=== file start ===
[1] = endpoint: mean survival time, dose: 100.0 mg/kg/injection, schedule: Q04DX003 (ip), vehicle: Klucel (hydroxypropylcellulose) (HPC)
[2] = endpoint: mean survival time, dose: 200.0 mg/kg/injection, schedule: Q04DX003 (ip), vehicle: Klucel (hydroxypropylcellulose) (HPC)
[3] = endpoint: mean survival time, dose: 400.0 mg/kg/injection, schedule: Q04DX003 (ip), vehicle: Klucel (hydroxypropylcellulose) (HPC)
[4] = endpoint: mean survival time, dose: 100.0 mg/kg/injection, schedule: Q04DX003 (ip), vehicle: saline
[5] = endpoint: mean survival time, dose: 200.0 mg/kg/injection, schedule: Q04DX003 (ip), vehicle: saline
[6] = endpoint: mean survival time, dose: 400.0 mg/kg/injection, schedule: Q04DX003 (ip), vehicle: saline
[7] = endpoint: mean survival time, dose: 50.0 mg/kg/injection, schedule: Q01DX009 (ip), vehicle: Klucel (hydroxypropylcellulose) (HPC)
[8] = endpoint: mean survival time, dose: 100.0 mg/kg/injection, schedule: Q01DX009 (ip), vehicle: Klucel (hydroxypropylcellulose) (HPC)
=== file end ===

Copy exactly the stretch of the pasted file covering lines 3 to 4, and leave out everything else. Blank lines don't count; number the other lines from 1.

[3] = endpoint: mean survival time, dose: 400.0 mg/kg/injection, schedule: Q04DX003 (ip), vehicle: Klucel (hydroxypropylcellulose) (HPC)
[4] = endpoint: mean survival time, dose: 100.0 mg/kg/injection, schedule: Q04DX003 (ip), vehicle: saline